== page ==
The objectives of the present investigation were to determine the type of gene action, heritability and expected genetic advance from selection for agronomic and yield traits of maize under high plant density (HD) stress and low density (non-stress) and to identify the parents that carry favorable genes for adaptive traits to HD tolerance. Plants of diallel crosses among 6 parents differing in HD tolerance were grown in the field along with their parents for two seasons using a randomized complete block design with three replications in two separate experiments; the first under HD (95.200 plants/ha) and the second under low density (LD) (47,600 plants/ha). Results across seasons showed that variances due to both additive and dominance were significant, but the magnitude of dominance was much higher than additive variance for all 12 studied traits under HD and LD, except for ears/plant (EPP) and rows/ear (RPE), suggesting that heterosis breeding would be more efficient than selection for improving such traits. Narrow-sense heritability (h2n) was of small or medium magnitude, but reached to 67.02% for RPE under HD. The degree of dominance in most cases was over dominance. In general, seven traits (anthesis silking interval; ASI, plant height; PH, ear height; EH, barren stalks; BS, RPE, kernels/ear; KPR and 100 kernel weight; 100 KW) showed higher h2n and expected selection gain (GA%) under HD than LD environment, while the remaining five traits (days to anthesis; DTA, leaf angle; LANG, EPP, KPP and grain yield/plant; GYPP) showed opposite trend. The inbreds L20, L53 and Sk5 carry genes of high yield and most of its contributing attributes. Genes of low BS are found in L20 and genes of narrow LANG in L53, Sk5 and Sd7. Genes of low PH and EH are found in L18 and L28. Genes of high RPE and short ASI are found in Sd7. Genes for earliness (DTA) exist in L18 and Sd7.


Open Access Original Research Article

The Antibacterial Activity of Induced and Non-induced Usherhopper, Poekilocerus bufonius Hemolymph

Samy Sayed, Othman Alzahrani, Akram Alghamdi

Journal of Advances in Biology & Biotechnology, Page 1-6
DOI: 10.9734/JABB/2016/29030

Aim: Insects secret antimicrobial peptides into the hemolymph to protect themselves against bacterial infection. This study aimed to test the antibacterial activity of the usherhopper, Poekilocerus bufonius hemolymph against positive (two species) and negative (six species) gram bacteria.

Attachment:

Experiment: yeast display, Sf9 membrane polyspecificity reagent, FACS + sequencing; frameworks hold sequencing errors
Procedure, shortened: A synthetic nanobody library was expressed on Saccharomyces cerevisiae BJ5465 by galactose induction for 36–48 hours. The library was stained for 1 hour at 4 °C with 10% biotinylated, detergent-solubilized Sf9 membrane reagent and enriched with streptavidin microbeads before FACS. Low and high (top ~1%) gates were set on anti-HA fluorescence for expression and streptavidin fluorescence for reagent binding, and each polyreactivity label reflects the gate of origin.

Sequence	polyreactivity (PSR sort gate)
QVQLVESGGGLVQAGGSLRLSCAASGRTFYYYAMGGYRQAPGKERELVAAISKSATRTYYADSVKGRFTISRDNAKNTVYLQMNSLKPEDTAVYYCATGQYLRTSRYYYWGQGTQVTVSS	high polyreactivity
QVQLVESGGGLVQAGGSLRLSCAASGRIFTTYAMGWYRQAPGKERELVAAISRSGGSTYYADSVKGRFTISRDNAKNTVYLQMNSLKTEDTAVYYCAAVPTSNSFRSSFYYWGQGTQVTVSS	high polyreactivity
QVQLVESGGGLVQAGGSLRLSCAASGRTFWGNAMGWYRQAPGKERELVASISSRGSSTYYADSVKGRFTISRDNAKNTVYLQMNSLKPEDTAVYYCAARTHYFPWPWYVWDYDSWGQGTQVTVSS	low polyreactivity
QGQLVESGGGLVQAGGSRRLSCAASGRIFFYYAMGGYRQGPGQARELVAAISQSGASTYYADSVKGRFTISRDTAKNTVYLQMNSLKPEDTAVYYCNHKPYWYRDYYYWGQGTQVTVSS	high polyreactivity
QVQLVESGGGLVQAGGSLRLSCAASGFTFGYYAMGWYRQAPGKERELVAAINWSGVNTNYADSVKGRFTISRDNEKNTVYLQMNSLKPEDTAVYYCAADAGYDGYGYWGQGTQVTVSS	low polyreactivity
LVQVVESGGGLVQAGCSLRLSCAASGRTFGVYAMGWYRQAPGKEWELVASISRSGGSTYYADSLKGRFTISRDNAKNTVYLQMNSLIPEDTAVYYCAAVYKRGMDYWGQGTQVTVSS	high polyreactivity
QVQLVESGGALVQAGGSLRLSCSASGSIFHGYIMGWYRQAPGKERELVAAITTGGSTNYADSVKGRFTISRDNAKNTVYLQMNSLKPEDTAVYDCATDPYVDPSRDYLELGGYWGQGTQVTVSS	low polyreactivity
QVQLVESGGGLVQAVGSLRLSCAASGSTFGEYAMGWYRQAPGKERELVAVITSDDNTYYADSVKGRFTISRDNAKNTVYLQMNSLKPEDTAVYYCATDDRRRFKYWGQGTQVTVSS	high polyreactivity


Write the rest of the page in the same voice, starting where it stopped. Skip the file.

Study Design: Non-induced and induced hemolymph (for six and twelve hours) by Escherichia coli were used for this study.

Place of Study and Duration: Department of Biotechnology, Faculty of Science, Taif University, Taif, Saudi Arabia, between March and July 2016.

Methodology: Thirty usherhopper adults were collected from Taif Governorate, Saudi Arabia. 10 insects were used for each treatment and twenty microliter of E. coli was injected into the coelom to stimulate the usherhopper immunity. Hemolymph antibacterial assay was carried out using ten microliter hemolymph on the pieces of filter paper and then the media culture was incubated at 37°C for 24 hours. The formation of inhibition zone represented the antibacterial hemolymph effect in the medium.

Results: It was found that bacteria-induced hemolymph and non-induced hemolymph of usherhopper had an­tibacterial effect against eight species of bacteria. The inhibition zones diameter of tested bacteria species were significantly differed at all treatments of the non-induced, induced for 6 h and induced hemolymph for 12 h. In general, the higher antibacterial activity was recorded against E. coli whether the hemolymph was induced or non-induced. With the exception of three tested bacteria species i.e., Proteus mirabills, Bordetella petrii and Entrobacter hormaechei, the inhibition zone diameter not significantly affected by the non-induced, induced for 6h and induced for 12 h.

Conclusion: Usherhopper immune sys­tem against pathogens can be replacing the natural de­fensive mechanisms against invading microorganisms and can prevent indiscriminate use of chemical agents. We suggest that the extraction and definition of peptides from usherhopper hemolymph could be useful in defensive strategy against the pathogenic bacteria for human, plants and animals.


Open Access Review Article

A Review on Antimicrobial Peptides from Bombyx mori L and Their Application in Plant and Animal Disease Control

Sebrin Jahan Islam, Sukanya Bezbaruah, Jatin Kalita

Journal of Advances in Biology & Biotechnology, Page 1-15
DOI: 10.9734/JABB/2016/27539

Antimicrobial peptides (AMPs) are low molecular weight biologically active molecules having exciting properties. A wide variety of AMPs have been isolated from various sources like plants, animals, mammals, insects and microorganisms. The most familiar structure is represented by α-helical conformation in organic solutions or disulfide stabilized β-sheet with or without α-helical domains present. Despite of striking diversity in structure and chemical nature, all of them possess antimicrobial activity. This fundamental property makes them as a promising candidate compared to chemical antibiotics. In the near future attempts should be made to generate AMPs with higher antimicrobial activity and broad range of microbe action. In this review, focus is given on the AMPs found in the silkworm Bombyx mori, with some findings on the innate immunity responses (both cellular and humoral). This review also summarizes six classes of antimicrobial peptides (cecropin, defensin, attacin, lebocin, moricin and gloverin) found in B. mori and their mode of actions against diverse range of pathogenic microbes.